Not sure why, but there are not a lot of International brands here in Cape Town. There is a Sheraton, which is ok but not great. The local 4 and 5 star hotel look wonderful so do your research (Google) for hotels and pick from the range that are on offer. Try the boutiques or others out in the suburbs or along the beach. Nothing is really very far away and unless here on business there is no reason to be downtown, its boring and dangerous at night and on weekends.

Other accommodation:
    There are lots of accommodation choices here and in the Cape region generally. My friend Rupert even has a place you can hire, http://www.weaver-arniston.com, go and have a look, its just a most beautiful place.

Transport:
    There are many taxis in Cape Town, and that is just as well as its dangerous to walk around on your own at any time of the day and especially after hours, even 100 metres can see you being in a dangerous situation very quickly. The taxis don’t mind taking you even the shortest of distance, indeed I would have to say that the cab drivers here are the friendliest and happiest I have ever encountered. So don’t walk.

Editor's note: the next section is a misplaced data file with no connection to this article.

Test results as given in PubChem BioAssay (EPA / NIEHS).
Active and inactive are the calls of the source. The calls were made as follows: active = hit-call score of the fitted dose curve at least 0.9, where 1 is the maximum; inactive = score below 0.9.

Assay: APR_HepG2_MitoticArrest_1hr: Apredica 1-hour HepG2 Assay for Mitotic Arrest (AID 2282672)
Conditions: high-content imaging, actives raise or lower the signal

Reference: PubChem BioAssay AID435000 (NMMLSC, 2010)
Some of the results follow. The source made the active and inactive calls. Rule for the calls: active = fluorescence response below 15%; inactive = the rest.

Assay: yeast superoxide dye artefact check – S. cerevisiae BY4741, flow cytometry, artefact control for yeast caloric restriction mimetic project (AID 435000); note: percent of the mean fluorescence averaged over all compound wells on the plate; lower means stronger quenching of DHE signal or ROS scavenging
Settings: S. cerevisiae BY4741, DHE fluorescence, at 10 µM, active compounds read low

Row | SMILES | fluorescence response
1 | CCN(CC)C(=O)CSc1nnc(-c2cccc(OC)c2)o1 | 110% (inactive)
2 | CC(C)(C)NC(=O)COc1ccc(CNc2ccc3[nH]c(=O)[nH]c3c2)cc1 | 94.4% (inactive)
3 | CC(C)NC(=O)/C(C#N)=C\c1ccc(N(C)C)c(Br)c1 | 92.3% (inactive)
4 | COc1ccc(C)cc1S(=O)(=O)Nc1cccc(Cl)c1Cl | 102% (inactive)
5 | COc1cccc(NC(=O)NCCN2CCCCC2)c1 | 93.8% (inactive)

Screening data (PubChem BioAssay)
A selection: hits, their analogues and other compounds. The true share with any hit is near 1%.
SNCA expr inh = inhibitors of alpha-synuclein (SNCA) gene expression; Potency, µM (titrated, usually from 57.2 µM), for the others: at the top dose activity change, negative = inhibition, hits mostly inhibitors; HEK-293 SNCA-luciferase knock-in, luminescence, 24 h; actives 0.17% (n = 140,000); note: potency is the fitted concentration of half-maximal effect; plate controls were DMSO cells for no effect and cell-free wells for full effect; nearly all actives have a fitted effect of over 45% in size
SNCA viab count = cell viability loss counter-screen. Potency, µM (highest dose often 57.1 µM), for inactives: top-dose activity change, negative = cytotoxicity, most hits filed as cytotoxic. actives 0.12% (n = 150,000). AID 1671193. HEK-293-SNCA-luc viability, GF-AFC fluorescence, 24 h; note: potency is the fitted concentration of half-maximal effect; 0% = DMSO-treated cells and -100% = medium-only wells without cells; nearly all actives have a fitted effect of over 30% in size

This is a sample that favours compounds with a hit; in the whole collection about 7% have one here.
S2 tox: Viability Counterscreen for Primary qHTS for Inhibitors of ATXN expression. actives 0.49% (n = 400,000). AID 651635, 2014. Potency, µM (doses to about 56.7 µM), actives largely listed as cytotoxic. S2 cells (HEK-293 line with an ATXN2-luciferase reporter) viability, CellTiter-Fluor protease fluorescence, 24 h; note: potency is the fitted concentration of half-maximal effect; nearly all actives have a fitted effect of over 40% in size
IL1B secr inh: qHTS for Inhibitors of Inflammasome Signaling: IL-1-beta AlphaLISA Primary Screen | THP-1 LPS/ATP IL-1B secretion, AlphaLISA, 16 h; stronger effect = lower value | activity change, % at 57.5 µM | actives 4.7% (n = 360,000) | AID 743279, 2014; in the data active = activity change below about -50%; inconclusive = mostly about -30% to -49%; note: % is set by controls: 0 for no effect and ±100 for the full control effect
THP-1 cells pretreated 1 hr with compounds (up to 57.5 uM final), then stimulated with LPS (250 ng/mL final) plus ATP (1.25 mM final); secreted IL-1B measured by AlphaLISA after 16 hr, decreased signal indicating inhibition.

Food:
 

 
    South Arica is rightly proud of its food. The traditional South African cuisine is really interesting, lots of beef and fish and always with wonderful fresh vegetables. South African beef is unbelievable and very lean. Its tempting to eat it all the time. The local fish is also wonderful, the most commonly ordered fish is called Line Fish, not sure why, but its lovely, white, soft and easy to cook and eat. The vegetables are always fresh and slightly provincial in their servings. Very nice and very tasty.